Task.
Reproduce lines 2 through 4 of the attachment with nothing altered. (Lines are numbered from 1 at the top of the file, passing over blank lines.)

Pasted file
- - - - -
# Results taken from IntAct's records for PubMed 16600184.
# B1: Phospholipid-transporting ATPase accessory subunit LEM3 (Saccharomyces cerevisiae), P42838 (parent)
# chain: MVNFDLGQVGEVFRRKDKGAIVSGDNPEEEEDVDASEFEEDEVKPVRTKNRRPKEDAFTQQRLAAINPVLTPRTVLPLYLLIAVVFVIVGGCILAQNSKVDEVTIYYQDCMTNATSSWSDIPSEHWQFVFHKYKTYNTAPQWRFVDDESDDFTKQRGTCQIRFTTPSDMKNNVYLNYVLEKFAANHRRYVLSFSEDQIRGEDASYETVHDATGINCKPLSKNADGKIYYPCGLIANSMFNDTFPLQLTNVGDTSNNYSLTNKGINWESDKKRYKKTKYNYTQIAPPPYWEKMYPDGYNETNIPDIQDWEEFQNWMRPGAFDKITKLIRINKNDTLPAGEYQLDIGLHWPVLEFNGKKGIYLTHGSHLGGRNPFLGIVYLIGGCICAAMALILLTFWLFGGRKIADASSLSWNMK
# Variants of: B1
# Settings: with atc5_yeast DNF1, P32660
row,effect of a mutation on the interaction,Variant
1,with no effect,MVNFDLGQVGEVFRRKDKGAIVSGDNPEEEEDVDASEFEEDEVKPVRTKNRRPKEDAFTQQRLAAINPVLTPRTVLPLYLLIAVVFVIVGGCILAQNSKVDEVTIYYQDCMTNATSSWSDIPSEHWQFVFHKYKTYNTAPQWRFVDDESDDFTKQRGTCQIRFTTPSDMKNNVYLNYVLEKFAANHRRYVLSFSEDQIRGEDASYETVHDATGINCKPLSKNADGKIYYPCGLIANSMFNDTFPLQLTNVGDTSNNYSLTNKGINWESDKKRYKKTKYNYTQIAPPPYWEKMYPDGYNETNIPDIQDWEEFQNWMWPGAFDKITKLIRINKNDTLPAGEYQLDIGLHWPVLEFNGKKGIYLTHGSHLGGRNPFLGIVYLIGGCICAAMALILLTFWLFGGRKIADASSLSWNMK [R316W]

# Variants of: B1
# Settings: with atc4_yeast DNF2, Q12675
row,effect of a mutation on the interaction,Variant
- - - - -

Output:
# B1: Phospholipid-transporting ATPase accessory subunit LEM3 (Saccharomyces cerevisiae), P42838 (parent)
# chain: MVNFDLGQVGEVFRRKDKGAIVSGDNPEEEEDVDASEFEEDEVKPVRTKNRRPKEDAFTQQRLAAINPVLTPRTVLPLYLLIAVVFVIVGGCILAQNSKVDEVTIYYQDCMTNATSSWSDIPSEHWQFVFHKYKTYNTAPQWRFVDDESDDFTKQRGTCQIRFTTPSDMKNNVYLNYVLEKFAANHRRYVLSFSEDQIRGEDASYETVHDATGINCKPLSKNADGKIYYPCGLIANSMFNDTFPLQLTNVGDTSNNYSLTNKGINWESDKKRYKKTKYNYTQIAPPPYWEKMYPDGYNETNIPDIQDWEEFQNWMRPGAFDKITKLIRINKNDTLPAGEYQLDIGLHWPVLEFNGKKGIYLTHGSHLGGRNPFLGIVYLIGGCICAAMALILLTFWLFGGRKIADASSLSWNMK
# Variants of: B1